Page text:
The Weird and Wonderful World of Public Art at Traffic Roundabouts

Roundabout Sculpture celebrates the kitsch, playful and occasionally patriotic tone of public art stationed at road junctions around the world, as seen on Google Street View.

Who Is Roundabout Sculpture?

Xiao Yang, a Chinese designer and photographer, started Roundabout Sculpture earlier this year. Originally from Beijing, she moved to Spain in 2018, and has focused on shooting images of abandoned sites, brutalist architecture and mass concrete monuments in her own practice. Yang landed upon the idea for the tightly curated theme while spending time on Google Maps to check photography locations. “There was one time I planned to visit a city in Spain called Ávila. I was checking Google Maps as usual and noticed that, in almost every roundabout of this city, there is a small sculpture. I got really fascinated by it and started to pay attention to those when I travel around,” she recalls. 

She has now collected images of over 1000 roundabouts from Google Street View, and posted more than 300 to her Instagram account. She admits that, since starting the page, she has spent a lot more time wandering on Google Maps looking only for roundabouts, a quiet obsession that lends itself well to the tightly defined boundaries of the project. Even within the fixed remit of Roundabout Sculpture, it is gratifying to discover a varied range of public art from around the world—from the beautiful to the downright bizarre—all framed within the concrete uniformity of the traffic roundabout. 


Why Should You Follow?

Roundabout Sculpture uncovers a common thread between cities the world over and tugs at it, highlighting the strange and yet surprisingly consistent human impulse to place artworks at traffic junctions. It reveals the curious whims of human endeavour, whereby civic creativity is unleashed in the weirdest and wackiest of forms. This is one for the architecture aficionados, sure, but Roundabout Sculpture takes an unusual and more playful view on the built environment than your typical brutalist blog. Yang’s approach is reminiscent of German artist duo Bernd and Hilla Becher, best known for their extensive photo series of industrial buildings and structures, often organised in grids—perfect for reinterpretation via the gridded format of Instagram.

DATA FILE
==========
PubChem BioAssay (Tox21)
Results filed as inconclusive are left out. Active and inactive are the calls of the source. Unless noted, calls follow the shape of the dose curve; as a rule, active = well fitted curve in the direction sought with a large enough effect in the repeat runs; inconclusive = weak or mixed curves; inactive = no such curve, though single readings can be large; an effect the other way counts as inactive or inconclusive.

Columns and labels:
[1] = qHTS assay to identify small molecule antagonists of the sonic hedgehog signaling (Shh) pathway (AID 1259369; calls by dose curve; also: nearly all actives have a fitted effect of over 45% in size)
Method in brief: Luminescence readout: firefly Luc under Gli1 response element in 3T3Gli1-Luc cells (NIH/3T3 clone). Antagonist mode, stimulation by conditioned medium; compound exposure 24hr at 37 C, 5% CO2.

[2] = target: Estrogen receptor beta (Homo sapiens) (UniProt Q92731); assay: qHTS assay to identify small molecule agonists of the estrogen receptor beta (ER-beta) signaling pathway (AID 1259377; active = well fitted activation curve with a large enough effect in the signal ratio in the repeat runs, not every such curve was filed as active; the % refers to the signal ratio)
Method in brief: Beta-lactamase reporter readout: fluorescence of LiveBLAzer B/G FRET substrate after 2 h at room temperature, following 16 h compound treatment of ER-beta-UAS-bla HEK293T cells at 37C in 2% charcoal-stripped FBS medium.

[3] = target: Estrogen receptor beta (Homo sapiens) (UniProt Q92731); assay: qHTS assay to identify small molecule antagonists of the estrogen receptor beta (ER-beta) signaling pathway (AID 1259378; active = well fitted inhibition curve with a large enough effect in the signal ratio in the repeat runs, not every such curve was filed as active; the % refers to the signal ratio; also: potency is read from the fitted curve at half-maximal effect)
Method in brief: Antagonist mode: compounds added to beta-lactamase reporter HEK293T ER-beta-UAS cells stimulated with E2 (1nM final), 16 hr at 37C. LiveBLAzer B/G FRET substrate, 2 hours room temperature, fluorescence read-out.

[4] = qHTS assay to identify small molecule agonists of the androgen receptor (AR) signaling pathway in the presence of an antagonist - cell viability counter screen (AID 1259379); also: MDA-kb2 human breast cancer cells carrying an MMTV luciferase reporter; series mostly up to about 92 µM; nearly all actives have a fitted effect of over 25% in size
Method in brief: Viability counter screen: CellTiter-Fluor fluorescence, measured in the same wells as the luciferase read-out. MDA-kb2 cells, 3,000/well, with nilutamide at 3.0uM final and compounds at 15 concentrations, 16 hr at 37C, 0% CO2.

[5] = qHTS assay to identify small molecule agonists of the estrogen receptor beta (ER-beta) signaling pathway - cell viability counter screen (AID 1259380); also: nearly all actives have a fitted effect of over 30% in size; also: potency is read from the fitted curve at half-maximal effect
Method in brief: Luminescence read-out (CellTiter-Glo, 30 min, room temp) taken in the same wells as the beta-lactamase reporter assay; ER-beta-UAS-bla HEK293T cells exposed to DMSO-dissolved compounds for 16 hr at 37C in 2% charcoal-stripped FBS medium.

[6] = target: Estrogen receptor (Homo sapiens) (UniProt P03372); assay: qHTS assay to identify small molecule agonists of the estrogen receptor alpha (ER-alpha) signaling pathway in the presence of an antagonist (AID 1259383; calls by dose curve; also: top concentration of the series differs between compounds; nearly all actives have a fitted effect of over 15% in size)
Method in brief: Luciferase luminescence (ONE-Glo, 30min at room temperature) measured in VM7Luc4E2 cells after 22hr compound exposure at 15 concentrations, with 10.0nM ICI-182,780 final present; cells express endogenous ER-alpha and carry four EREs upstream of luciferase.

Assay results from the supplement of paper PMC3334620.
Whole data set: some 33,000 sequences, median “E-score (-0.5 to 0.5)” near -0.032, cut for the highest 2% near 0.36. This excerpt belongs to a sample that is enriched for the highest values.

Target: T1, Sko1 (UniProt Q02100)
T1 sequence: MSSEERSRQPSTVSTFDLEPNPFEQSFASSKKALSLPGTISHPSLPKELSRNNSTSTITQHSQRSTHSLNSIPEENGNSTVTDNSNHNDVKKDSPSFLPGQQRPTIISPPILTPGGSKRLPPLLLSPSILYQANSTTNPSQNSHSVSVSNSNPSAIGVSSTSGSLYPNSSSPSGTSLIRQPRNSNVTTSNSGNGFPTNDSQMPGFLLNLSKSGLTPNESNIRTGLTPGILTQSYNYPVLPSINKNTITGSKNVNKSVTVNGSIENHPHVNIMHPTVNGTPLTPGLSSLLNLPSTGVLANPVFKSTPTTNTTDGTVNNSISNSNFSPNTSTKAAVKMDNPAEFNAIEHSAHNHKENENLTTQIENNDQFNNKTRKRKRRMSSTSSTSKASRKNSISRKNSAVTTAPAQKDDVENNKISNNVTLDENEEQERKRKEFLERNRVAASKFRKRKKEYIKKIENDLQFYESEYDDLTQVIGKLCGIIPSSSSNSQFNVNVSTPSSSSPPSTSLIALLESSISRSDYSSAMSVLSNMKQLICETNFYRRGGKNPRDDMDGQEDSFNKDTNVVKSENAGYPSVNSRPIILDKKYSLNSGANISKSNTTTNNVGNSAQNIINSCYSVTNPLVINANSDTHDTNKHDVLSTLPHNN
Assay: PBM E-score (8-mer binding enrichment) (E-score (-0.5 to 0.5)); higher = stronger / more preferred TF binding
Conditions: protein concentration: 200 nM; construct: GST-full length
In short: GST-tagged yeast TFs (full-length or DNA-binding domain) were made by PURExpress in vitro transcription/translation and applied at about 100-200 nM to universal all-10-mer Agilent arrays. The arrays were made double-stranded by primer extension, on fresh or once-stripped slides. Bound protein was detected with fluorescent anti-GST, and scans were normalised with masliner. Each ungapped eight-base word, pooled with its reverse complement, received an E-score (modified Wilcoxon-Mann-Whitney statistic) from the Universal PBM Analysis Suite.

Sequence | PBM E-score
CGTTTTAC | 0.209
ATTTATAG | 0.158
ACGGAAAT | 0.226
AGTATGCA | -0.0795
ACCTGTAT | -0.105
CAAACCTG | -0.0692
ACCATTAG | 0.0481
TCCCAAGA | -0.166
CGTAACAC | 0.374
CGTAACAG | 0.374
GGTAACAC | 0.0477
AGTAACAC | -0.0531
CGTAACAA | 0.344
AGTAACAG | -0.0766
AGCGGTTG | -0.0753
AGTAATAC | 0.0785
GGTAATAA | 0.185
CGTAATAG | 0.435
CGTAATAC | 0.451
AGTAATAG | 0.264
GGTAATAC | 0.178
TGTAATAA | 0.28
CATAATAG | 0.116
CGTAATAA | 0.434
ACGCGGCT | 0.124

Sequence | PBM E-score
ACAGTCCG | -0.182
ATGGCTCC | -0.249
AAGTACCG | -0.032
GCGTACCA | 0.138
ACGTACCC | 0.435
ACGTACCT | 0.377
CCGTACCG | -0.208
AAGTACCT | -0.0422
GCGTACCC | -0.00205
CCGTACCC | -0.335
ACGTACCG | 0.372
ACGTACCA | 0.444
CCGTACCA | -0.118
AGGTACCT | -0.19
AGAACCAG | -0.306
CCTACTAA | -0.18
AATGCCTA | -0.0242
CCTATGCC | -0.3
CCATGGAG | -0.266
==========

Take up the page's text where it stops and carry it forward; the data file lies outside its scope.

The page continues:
“Through a great roundabout, you can roughly know the culture of this city. It’s like a city’s monument, and represents the character of this place. It is a clue to what they are famous for, their religion, the local product, what happened in the war and their aesthetic preferences. Some are also pretty weird, with great humour,” Yang says. Roundabout Sculpture takes a typological method of presentation, collecting and restructuring elements that are easily overlooked or neglected in daily life and categorising them anew. “It inspired me to observe our environment in a new perspective. For me, it’s a very obsessive and interesting game to play.”


What Instagram Doesn’t Tell You

Amongst the more than 300 sculptures posted so far, it can be difficult to pick a favourite. Below, Yang highlights a few of her highlights from the feed.


The Runner, Athens, Greece

Dromeas, also called The Runner, is made of individual pieces of glass stacked on top of each other to take the blurred shape of a runner in motion. Athens, in general, is considered the foundering city of the Olympic Games. But this sculpture was created in honour of the Olympic runner Spiridon “Spiros” Louis. He was the first to win the modern-day Olympic marathon. 


The Yellow Arm, Chatellerault, France

This is a monumental sculpture, twenty-four metres high and weighing more than twenty tonnes. Around the forearm are seven cars that made automotive history, a tribute to the industrial past of the city of Chatellerault and to the automobile in general. There’s an English car, a German, an Italian and French. They come from the hand of man, and they go down to the road.


Traffic Light Tree Roundabout, London, UK

This eight-metre-tall “tree” in London’s Canary Wharf changes its seventy-five sets of lights in a random order. Designed by artist Pierre Vivant in 1998, the changing patterns of the “Traffic Light Tree” were meant to reflect the “never ending rhythm of the surrounding domestic, financial and commercial activities.” As a new driver who is still learning, this one would definitely give me a brilliant panic.


Santa Dildonissen, Oslo, Norway

This sculpture consists of a gnome standing and holding a Christmas tree or an anal plug, depending on where your mind goes. Titled Santa, it is the work of controversial artist Paul McCarthy. “A piece like this has so many levels,’ he has said. “People want to talk about the anal plug, but who’s talking about the Santa or the red colour? It’s like taking low culture, ie sex toys, and making it a high culture. That’s what artists do.”


Dolo, Þorlákshöfn, Iceland

As part of my personal obsession with concrete structures, I’m very interested in tetrapods, a type of structure in coastal engineering used to prevent erosion. In the same way that I collect roundabouts, I’m also doing the same for tetrapods; I even created a Facebook group for that and published a chapter about tetrapods in a magazine called Fetish. When I saw this example laid down in the middle of a roundabout, two of my obsessions come together; I got super excited. There is nothing more I could ask for!